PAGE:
Donald Trump has sided with Vladimir Putin against his own intelligence agencies by denying Russia interfered in the 2016 US presidential election.
At a summit between the two leaders in Helsinki yesterday, Mr Trump said the Russian collusion investigation has been a “disaster” for the United States and has kept the two countries “separated”.
He reiterated there had been “no collusion” and that he ran a “clean campaign” and beat his Democratic presidential rival Hillary Clinton “easily”.
The American president said it is a “shame” there is a cloud over his administration, but said he ran a “brilliant campaign and that’s why I’m president”. Mr Putin said the “so-called Russian interference” was brought up by Mr Trump.
He said: “The Russian state never interfered, and does not plan to interfere in internal American electoral process.”
Mr Putin said of the collusion claims that there is “no evidence when it comes to the actual facts”. The Russian president made an “incredible offer” to allow Russian and US investigators to work together on allegations of Russian cyber attacks, Mr Trump said.
He added that Mr Putin suggested the US should provide its intelligence to the Russian military so Russia can determine the truth of what happened.
Mr Trump said he has “great confidence” in his intelligence agencies who have concluded Russia interfered in the election.
But the US president said Mr Putin was “incredibly strong and powerful today” in his contention that Russia had nothing to do with election interference.
The Russian president also rejected allegations that Moscow has collected compromising material on Mr Trump or his family.
Dismissing the claims as “sheer nonsense”, Mr Putin said he had not been aware of Mr Trump’s visit to Moscow a few years before his 2016 election.
The former KGB agent scoffed at the notion that the Russian security services try to gather incriminating materials on business figures, saying: “Do you really believe that we try to shadow every businessman?”
In general, the Russian leader said, the talks with Mr Trump took place in an “open and businesslike atmosphere” and he characterised them as “successful and useful”.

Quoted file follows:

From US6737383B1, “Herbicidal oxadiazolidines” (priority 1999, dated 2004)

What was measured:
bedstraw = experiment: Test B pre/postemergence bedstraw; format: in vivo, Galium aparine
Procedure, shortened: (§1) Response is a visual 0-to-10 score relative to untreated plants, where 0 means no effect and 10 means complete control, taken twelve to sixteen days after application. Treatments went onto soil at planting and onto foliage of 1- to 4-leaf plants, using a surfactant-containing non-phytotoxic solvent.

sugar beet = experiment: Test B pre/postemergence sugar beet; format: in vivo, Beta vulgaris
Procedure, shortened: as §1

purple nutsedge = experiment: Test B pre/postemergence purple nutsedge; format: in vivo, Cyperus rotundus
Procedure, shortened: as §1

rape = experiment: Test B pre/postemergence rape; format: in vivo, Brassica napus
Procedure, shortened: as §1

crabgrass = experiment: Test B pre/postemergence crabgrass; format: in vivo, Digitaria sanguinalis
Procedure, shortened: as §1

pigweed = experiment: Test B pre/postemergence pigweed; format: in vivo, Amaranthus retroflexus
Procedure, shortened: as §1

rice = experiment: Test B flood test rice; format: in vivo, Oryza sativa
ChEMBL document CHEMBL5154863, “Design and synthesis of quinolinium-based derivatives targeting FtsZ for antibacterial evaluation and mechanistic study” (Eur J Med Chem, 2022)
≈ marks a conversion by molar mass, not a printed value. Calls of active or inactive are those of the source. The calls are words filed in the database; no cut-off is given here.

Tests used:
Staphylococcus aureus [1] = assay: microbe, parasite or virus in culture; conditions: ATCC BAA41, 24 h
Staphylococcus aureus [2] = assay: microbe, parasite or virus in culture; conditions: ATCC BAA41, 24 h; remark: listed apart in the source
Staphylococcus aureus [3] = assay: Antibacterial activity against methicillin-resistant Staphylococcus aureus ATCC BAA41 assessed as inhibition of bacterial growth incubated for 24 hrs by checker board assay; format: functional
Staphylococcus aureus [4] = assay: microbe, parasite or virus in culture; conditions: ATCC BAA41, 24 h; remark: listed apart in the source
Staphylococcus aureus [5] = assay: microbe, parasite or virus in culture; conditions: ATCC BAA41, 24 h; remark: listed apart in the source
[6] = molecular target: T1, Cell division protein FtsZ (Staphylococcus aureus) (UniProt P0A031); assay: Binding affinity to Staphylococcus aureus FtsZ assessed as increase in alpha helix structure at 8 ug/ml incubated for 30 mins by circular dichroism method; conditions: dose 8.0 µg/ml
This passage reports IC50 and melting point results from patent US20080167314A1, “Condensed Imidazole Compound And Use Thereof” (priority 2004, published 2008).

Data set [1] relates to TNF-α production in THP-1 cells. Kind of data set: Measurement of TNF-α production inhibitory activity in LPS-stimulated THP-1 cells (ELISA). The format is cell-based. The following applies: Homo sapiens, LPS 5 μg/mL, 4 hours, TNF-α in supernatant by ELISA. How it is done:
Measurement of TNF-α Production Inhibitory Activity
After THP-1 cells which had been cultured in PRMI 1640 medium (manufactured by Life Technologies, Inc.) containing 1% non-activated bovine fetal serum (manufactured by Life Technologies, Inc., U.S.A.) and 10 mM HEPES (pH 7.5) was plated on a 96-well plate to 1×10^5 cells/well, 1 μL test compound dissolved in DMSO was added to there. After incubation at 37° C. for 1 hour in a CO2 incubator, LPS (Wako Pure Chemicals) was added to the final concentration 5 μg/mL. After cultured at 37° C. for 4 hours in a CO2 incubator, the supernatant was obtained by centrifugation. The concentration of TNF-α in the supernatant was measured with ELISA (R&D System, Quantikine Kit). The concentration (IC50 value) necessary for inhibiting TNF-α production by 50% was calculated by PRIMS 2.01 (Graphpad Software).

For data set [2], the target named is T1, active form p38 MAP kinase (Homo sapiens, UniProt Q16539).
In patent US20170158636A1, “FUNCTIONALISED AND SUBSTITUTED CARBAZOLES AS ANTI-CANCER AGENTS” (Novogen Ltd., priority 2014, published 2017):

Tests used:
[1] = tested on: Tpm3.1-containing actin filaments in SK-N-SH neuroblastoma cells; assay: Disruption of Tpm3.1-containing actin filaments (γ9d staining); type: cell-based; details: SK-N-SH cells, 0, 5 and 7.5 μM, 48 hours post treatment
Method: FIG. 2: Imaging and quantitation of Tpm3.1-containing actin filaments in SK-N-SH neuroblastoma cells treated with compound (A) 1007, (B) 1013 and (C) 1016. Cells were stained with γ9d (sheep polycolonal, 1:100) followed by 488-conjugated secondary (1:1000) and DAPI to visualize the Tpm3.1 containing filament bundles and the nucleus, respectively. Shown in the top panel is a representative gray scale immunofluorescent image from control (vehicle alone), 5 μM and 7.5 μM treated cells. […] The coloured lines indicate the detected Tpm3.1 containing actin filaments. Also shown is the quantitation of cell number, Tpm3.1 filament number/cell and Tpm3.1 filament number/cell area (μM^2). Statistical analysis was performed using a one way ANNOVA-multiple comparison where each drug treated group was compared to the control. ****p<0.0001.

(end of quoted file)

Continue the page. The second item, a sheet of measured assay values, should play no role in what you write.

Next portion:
Mr Trump told the press conference that the US and Russia must find ways to “co-operate in pursuit of shared interests”. The US leader said a productive dialogue between America and Russia is good for both countries and “is good for the world”.
Mr Trump added they had discussed disagreements between their countries “at length”, and accepted that relations between them have never been worse.
However, Mr Trump added that he thinks “that changed as of about four hours ago”.
He said he is sure that he and Mr Putin will meet again often in the future.
Mr Trump confirmed that he addressed meddling by Russia in the 2016 US election with his Russian opposite number, but the US leader is not condemning Moscow’s conduct publicly.
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He said his message was “best delivered in person”, adding that he “spent a great deal of time” talking about election meddling.
Mr Putin feels strongly about the issue, Mr Trump claimed, and “has an interesting idea”.
The summit comes days after the US indictment of 12 alleged Russian military intelligence agents for sophisticated hacking in the 2016 election.
Mr Putin said he and Mr Trump have agreed to continue detailed discussions on arms control issues.
The Russian leader said Russia and the US should discuss a possible extension of the 2010 New START nuclear arms reduction treaty and the implementation of the 1987 Intermediate Nuclear Forces Treaty.
Mr Putin added that other issues that Russia would like to discuss in the arms control sphere are the US missile defence plans and the weaponisation of space.
The two leaders said they are exploring ways to protect Israel from conflict raging near its border in Syria.
There was no commitment to any specific actions, but both said that ensuring Israel’s security was a priority.
Israel is deeply concerned about Iran’s presence in Syria, where Iranian forces and proxies have been fighting on behalf of the Syrian government, which is also supported by Russia.
Israeli prime minister Benjamin Netanyahu has appealed to both Mr Trump and Mr Putin to eliminate the Iranian presence, which the Jewish state regards as an existential threat.
On the question of nuclear tensions on the Korean peninsula, Mr Putin praised the US leader over efforts to resolve difficulties with North Korea.
The Russian leader said: “It’s good that the gradual resolution of the problem of the Korean peninsula has begun.”
He continued, saying: “In many respects, this became possible due to the fact that President Trump personally got involved in the resolution, building dialogue in the spirit of co-operation, not confrontation.”
Mr Trump, when asked about a Russian gas pipeline to Germany, noted that the US and Russia compete in the energy market.
He said that when he referred to Mr Putin as a competitor, he meant it as a compliment. Mr Trump had previously criticised the pipeline.
An apparent protester was seated with the American press corps holding a sign about nuclear weapons. The man identified himself as a reporter from the liberal magazine The Nation and was escorted from the press conference by security.